The latest update for Battlefield 1 released alongside the game’s first paid expansion They Shall Not Pass last week for Premium Pass owners, introducing the French Republic to multiplayer alongside a few other additions. In total, there’s four new maps, two new Operations, a new game mode called Frontlines, two new armored vehicles, and Battlefield 1’s first set of assignment-based unlocks which give you access to some of the most famous French weaponry from the Great War. Honestly, it’s a lot of new content for players to dive into, but it won’t be available to everyone until March 28 without the purchase of the Premium Pass. If you haven’t had the chance to check out the new content yourself on your platform of choice, however, the good news is that Battlefield 1’s They Shall Not Pass delivers two of the best close quarters maps DICE has ever created.

When I first got wind of the development team’s decision to build each of the new maps included in They Shall Not Pass around both armored and close quarters engagements, I was immediately concerned that the Battlefield community would be facing another Operation Métro from Battlefield 3 or Operation Locket from Battlefield 4. While both maps started out as a great infantry-focused concept that pulled players away from the mix of infantry, vehicle, and plane combat that the rest of the multiplayer maps revolved around, they didn’t provide enough breathing room for players to flank or outmaneuver their opponents throughout a match.

Regardless of the game mode you were playing in Battlefield 3 and Battlefield 4, Operation Métro and Operation Locker featured numerous chokepoints scattered around key points of the map players could lock down by using explosives. Consistently tossing frag grenades, using the under-barrel grenade launcher, and tossing C4 became commonplace, with Support consistently resupplying them to the point where standstills became the main event of every match. And the worse part was that you had no way to push through, keeping the match locked at a standstill which resulted in a frustrating match every single time.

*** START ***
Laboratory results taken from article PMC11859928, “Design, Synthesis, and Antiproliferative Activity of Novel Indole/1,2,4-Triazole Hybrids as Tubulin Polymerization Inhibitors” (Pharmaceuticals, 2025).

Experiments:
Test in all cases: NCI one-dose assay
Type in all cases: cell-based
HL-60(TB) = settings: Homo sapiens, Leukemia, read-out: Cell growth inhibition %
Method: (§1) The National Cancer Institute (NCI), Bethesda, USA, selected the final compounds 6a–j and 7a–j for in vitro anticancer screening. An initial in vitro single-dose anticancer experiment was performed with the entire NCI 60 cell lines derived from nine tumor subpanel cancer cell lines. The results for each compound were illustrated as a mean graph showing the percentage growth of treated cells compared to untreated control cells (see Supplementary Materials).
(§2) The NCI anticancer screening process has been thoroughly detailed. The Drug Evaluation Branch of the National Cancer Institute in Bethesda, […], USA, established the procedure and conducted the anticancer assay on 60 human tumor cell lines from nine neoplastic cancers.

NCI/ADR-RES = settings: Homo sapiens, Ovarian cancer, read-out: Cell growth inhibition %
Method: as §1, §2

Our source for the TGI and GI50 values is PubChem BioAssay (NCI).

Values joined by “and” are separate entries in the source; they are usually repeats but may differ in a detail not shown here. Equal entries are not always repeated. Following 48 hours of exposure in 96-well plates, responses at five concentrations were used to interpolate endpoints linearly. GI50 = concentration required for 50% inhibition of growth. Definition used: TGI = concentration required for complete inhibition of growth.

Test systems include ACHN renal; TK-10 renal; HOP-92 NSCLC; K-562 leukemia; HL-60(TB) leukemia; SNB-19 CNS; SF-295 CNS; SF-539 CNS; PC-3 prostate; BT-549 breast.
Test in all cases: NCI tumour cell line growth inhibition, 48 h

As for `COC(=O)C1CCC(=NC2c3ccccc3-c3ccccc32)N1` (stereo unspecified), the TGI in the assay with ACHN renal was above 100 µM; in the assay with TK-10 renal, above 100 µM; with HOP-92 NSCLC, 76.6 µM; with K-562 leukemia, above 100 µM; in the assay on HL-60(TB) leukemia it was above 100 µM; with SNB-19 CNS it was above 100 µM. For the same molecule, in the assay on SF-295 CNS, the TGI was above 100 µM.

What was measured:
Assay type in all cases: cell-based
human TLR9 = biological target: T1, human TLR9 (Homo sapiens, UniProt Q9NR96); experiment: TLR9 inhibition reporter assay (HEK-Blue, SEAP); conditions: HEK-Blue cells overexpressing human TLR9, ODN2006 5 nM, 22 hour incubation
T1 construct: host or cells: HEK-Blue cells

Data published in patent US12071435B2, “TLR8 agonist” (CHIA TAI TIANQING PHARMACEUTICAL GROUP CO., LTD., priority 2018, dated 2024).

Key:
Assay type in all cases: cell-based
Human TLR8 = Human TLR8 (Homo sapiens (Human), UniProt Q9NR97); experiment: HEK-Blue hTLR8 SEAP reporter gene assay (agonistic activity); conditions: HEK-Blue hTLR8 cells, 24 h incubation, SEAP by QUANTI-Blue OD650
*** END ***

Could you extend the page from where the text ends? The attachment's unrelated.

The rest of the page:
Thankfully, this isn’t the case with the two infantry-focused maps introduced in Battlefield 1’s They Shall Not Pass DLC. Both Fort de Vaux and Verdun Heights were clearly designed to counter the chokehold problems which ruined maps from previous Battlefield titles with the same goal of creating chaotic, infantry-packed combat without vehicles present. While it’s true that both maps are prone to being abused by squads of players packing loads of explosives to hold down chokepoints, they offer a quaint solution to the problem in the form of flanking opportunities, which can be used to get around the entire map and eliminate the groups of enemies who are aggressively holding the doors from behind.

What’s great about Fort de Vaux and Verdun Heights is that these flanking opportunities are everywhere too, meaning that a single team won’t be able to cover every possible flanking opportunity from a chokepoint unless they thin themselves out. Not only does this prevent two squads of players from spamming explosives on a single door, but it provides the grueling and intense experience for both sides when fighting over a chokepoint like the ruins in the center of Verdun Heights or the barracks around the back side of Fort de Vaux.

During my time with They Shall Not Pass over the last few days, I’ve particularly enjoyed seeing the small terrain elements such as the smashed rock surrounding the entrances into Fort de Vaux or the exposed pillboxes lining the trenches of Verdun Heights as well. These were clearly implemented to give the attacking team a fair line of protection against the inevitable explosive spam from the team working to push them out of the position, which really sits well with me consider how poorly DICE has catered to the attacking forces on maps like Argonne Forest and Monte Grappa included in the base rotation for Battlefield 1.

Either way, the organized infantry chaos you’ll have the chance to experience on both Fort de Vaux and Verdun Heights is well worth the wait DICE has put the Battlefield community through for They Shall Not Pass. Even though some of the previous map updates for Battlefield 1 have been more experimental (like Suez, for example), and the free map Giant’s Shadow wasn’t implemented without a few concerns from a design standpoint at release, it’s clear that the development team worked extremely hard to make sure They Shall Not Pass’s close quarters engagements were balanced and fun for players interested in taking a break from the vehicular combat. If this is just the beginning of DICE’s DLC map design, we’re excited to see what’s coming later down the line for Battlefield 1.

Photos via Nicholas Bashore, battlefield.com